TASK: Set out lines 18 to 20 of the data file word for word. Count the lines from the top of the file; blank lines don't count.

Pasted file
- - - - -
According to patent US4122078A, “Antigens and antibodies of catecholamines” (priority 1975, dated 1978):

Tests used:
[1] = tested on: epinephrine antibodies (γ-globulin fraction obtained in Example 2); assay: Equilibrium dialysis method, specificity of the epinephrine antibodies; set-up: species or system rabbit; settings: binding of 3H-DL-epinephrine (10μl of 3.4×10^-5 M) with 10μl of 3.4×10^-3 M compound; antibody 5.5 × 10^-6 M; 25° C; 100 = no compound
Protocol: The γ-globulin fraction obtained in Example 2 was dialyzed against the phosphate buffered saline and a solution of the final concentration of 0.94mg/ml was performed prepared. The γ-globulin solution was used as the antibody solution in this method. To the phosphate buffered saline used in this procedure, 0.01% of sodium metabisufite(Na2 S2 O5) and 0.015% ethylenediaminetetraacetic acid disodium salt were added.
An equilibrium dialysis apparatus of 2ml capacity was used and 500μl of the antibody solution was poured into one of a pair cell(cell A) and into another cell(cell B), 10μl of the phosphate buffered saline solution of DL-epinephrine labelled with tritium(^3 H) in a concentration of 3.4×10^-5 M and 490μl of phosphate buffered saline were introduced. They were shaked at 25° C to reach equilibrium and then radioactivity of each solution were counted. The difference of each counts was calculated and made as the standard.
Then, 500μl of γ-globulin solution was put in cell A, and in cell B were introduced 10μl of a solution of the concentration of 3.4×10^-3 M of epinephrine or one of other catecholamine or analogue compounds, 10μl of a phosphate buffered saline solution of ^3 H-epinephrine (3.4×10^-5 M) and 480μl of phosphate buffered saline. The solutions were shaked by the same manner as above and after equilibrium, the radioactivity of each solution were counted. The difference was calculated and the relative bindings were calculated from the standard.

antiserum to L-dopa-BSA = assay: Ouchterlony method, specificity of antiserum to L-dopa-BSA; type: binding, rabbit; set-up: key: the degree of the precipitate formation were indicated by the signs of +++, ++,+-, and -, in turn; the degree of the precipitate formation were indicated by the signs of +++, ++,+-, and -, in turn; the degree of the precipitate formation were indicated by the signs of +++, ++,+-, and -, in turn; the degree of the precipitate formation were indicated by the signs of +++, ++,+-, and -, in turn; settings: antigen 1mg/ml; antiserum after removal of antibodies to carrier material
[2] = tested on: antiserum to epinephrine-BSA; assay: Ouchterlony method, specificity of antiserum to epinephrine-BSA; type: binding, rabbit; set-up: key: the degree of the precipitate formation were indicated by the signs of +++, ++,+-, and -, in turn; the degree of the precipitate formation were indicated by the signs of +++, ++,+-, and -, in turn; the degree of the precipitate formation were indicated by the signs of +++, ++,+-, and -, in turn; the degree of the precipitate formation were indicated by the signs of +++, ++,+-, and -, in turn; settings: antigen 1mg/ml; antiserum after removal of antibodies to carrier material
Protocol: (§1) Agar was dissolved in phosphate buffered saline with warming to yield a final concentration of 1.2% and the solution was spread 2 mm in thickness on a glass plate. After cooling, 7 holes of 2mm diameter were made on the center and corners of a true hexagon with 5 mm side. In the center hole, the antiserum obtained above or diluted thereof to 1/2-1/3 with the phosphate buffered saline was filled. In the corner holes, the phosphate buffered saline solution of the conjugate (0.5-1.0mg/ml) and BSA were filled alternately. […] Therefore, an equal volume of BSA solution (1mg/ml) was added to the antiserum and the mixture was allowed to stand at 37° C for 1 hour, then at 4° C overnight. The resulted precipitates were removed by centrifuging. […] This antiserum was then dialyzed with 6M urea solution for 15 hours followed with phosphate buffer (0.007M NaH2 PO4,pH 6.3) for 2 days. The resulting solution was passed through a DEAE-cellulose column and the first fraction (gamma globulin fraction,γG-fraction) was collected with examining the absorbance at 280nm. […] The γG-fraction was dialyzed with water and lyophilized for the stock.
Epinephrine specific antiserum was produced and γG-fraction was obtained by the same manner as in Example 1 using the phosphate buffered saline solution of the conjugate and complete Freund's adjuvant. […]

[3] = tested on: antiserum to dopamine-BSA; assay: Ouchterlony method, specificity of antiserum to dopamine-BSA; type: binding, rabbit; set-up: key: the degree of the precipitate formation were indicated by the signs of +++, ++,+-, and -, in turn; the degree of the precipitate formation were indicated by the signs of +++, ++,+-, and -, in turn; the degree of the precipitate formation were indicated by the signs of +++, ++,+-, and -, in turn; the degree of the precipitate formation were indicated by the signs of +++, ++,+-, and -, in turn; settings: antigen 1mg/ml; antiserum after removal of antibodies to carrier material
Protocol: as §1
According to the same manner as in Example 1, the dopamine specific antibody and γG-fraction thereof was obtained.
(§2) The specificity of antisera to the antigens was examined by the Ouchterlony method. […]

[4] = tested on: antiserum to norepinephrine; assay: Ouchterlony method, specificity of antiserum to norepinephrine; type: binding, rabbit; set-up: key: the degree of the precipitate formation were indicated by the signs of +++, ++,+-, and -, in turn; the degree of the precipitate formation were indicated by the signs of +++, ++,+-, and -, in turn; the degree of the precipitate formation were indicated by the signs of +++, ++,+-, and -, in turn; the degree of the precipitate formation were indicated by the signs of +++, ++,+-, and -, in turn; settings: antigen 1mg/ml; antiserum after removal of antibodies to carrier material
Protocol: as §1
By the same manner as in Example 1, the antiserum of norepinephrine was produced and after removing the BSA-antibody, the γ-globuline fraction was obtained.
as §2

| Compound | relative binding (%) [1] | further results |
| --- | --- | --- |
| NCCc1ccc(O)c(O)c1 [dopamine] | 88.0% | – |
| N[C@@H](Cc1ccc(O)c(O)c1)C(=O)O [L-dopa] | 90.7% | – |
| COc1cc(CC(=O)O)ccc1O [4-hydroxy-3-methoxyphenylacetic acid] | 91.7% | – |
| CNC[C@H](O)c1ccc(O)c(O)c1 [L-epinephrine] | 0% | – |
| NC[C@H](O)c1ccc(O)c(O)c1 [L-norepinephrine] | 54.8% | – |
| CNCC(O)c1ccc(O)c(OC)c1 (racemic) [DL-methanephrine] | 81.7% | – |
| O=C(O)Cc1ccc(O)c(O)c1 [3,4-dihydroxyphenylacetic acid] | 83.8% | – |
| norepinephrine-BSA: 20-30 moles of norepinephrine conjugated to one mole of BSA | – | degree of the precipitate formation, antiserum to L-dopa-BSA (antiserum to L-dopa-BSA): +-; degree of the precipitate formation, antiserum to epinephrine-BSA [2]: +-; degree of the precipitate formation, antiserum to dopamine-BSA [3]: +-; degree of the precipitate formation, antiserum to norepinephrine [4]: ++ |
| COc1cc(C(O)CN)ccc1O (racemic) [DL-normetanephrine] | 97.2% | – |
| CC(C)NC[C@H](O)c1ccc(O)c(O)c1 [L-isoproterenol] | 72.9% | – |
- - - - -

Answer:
as §2

| Compound | relative binding (%) [1] | further results |
| --- | --- | --- |